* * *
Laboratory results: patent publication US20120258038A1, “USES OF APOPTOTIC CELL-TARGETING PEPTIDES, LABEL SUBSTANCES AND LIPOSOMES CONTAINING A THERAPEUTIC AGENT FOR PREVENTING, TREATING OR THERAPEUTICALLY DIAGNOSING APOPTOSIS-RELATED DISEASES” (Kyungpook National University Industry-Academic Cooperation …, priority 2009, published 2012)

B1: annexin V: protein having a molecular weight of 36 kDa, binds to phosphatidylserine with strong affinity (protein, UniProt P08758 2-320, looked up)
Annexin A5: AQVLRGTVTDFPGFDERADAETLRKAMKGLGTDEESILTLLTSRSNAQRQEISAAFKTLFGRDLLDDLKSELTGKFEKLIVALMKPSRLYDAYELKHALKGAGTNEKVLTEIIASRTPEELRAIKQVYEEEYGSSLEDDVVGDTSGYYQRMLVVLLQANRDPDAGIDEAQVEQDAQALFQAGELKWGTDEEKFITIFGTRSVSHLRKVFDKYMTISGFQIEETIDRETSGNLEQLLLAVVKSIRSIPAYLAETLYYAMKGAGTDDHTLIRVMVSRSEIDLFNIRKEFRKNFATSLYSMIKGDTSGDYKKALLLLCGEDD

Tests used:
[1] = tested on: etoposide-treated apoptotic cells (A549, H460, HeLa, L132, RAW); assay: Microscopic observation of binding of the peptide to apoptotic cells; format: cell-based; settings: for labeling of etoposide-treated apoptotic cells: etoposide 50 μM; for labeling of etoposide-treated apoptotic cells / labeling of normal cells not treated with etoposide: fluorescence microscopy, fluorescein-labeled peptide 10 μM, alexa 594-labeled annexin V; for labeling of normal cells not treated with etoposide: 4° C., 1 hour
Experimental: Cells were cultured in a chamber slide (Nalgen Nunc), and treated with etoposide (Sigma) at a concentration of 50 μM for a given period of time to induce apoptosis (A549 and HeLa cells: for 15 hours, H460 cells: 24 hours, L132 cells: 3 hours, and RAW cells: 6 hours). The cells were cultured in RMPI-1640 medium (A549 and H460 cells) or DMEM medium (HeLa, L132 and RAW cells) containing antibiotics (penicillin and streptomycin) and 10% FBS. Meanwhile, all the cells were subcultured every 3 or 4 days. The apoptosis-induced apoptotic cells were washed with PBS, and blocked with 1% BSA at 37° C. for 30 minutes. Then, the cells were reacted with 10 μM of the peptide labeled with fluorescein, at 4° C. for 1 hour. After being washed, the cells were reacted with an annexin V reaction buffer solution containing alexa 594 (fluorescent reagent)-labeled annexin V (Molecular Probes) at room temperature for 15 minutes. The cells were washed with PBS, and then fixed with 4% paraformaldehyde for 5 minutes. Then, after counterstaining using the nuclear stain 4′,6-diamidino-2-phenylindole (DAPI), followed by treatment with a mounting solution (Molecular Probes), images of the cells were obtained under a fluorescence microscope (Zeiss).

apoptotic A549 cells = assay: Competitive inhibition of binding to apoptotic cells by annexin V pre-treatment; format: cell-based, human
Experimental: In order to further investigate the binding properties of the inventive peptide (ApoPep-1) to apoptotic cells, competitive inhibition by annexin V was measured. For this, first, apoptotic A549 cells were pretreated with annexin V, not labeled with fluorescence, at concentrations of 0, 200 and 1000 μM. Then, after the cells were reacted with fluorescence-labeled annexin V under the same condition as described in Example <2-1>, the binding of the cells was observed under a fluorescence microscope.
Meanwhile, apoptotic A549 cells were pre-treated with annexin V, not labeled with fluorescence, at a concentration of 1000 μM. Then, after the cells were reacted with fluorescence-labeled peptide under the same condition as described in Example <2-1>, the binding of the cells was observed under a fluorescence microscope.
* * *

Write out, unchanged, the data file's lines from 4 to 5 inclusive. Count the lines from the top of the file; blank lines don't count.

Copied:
Tests used:
[1] = tested on: etoposide-treated apoptotic cells (A549, H460, HeLa, L132, RAW); assay: Microscopic observation of binding of the peptide to apoptotic cells; format: cell-based; settings: for labeling of etoposide-treated apoptotic cells: etoposide 50 μM; for labeling of etoposide-treated apoptotic cells / labeling of normal cells not treated with etoposide: fluorescence microscopy, fluorescein-labeled peptide 10 μM, alexa 594-labeled annexin V; for labeling of normal cells not treated with etoposide: 4° C., 1 hour